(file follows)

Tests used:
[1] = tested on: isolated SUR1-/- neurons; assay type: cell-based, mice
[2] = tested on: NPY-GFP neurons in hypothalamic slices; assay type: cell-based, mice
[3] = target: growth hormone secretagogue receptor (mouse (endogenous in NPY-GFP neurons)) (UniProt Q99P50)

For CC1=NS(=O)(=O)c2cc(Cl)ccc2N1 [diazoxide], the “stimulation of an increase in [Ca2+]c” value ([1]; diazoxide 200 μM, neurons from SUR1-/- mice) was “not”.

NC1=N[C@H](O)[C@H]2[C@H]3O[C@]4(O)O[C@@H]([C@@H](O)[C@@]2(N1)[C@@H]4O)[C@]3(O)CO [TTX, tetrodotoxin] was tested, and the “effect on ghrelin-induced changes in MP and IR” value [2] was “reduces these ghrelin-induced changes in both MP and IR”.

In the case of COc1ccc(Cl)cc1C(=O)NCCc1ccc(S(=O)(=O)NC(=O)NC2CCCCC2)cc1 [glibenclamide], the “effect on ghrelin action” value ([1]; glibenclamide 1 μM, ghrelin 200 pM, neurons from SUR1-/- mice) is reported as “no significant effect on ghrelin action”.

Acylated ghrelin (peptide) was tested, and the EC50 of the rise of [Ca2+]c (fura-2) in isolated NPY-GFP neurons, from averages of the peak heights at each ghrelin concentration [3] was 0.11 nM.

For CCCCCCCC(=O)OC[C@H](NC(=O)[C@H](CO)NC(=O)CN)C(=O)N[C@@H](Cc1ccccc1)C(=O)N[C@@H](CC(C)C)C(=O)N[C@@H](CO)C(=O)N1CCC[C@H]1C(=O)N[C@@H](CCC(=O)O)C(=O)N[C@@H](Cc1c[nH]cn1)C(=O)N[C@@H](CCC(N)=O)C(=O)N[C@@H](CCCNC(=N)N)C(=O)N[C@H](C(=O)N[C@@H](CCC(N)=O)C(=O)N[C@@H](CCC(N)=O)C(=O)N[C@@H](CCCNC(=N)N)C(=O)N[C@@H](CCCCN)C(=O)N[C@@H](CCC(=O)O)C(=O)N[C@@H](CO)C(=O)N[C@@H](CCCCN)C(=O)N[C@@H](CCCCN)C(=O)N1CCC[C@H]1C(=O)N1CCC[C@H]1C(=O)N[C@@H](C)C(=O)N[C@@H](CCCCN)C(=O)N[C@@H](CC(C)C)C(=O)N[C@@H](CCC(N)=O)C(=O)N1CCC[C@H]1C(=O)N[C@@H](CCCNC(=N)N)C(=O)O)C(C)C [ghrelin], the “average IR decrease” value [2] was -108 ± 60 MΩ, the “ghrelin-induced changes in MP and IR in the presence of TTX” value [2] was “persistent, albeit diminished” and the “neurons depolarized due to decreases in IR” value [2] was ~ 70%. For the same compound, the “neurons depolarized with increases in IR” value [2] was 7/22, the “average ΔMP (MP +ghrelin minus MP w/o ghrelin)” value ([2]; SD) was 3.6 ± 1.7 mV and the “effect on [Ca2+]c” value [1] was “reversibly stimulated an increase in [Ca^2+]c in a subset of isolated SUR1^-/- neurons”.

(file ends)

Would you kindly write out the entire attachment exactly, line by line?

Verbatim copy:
Tests used:
[1] = tested on: isolated SUR1-/- neurons; assay type: cell-based, mice
[2] = tested on: NPY-GFP neurons in hypothalamic slices; assay type: cell-based, mice
[3] = target: growth hormone secretagogue receptor (mouse (endogenous in NPY-GFP neurons)) (UniProt Q99P50)

For CC1=NS(=O)(=O)c2cc(Cl)ccc2N1 [diazoxide], the “stimulation of an increase in [Ca2+]c” value ([1]; diazoxide 200 μM, neurons from SUR1-/- mice) was “not”.

NC1=N[C@H](O)[C@H]2[C@H]3O[C@]4(O)O[C@@H]([C@@H](O)[C@@]2(N1)[C@@H]4O)[C@]3(O)CO [TTX, tetrodotoxin] was tested, and the “effect on ghrelin-induced changes in MP and IR” value [2] was “reduces these ghrelin-induced changes in both MP and IR”.

In the case of COc1ccc(Cl)cc1C(=O)NCCc1ccc(S(=O)(=O)NC(=O)NC2CCCCC2)cc1 [glibenclamide], the “effect on ghrelin action” value ([1]; glibenclamide 1 μM, ghrelin 200 pM, neurons from SUR1-/- mice) is reported as “no significant effect on ghrelin action”.

Acylated ghrelin (peptide) was tested, and the EC50 of the rise of [Ca2+]c (fura-2) in isolated NPY-GFP neurons, from averages of the peak heights at each ghrelin concentration [3] was 0.11 nM.

For CCCCCCCC(=O)OC[C@H](NC(=O)[C@H](CO)NC(=O)CN)C(=O)N[C@@H](Cc1ccccc1)C(=O)N[C@@H](CC(C)C)C(=O)N[C@@H](CO)C(=O)N1CCC[C@H]1C(=O)N[C@@H](CCC(=O)O)C(=O)N[C@@H](Cc1c[nH]cn1)C(=O)N[C@@H](CCC(N)=O)C(=O)N[C@@H](CCCNC(=N)N)C(=O)N[C@H](C(=O)N[C@@H](CCC(N)=O)C(=O)N[C@@H](CCC(N)=O)C(=O)N[C@@H](CCCNC(=N)N)C(=O)N[C@@H](CCCCN)C(=O)N[C@@H](CCC(=O)O)C(=O)N[C@@H](CO)C(=O)N[C@@H](CCCCN)C(=O)N[C@@H](CCCCN)C(=O)N1CCC[C@H]1C(=O)N1CCC[C@H]1C(=O)N[C@@H](C)C(=O)N[C@@H](CCCCN)C(=O)N[C@@H](CC(C)C)C(=O)N[C@@H](CCC(N)=O)C(=O)N1CCC[C@H]1C(=O)N[C@@H](CCCNC(=N)N)C(=O)O)C(C)C [ghrelin], the “average IR decrease” value [2] was -108 ± 60 MΩ, the “ghrelin-induced changes in MP and IR in the presence of TTX” value [2] was “persistent, albeit diminished” and the “neurons depolarized due to decreases in IR” value [2] was ~ 70%. For the same compound, the “neurons depolarized with increases in IR” value [2] was 7/22, the “average ΔMP (MP +ghrelin minus MP w/o ghrelin)” value ([2]; SD) was 3.6 ± 1.7 mV and the “effect on [Ca2+]c” value [1] was “reversibly stimulated an increase in [Ca^2+]c in a subset of isolated SUR1^-/- neurons”.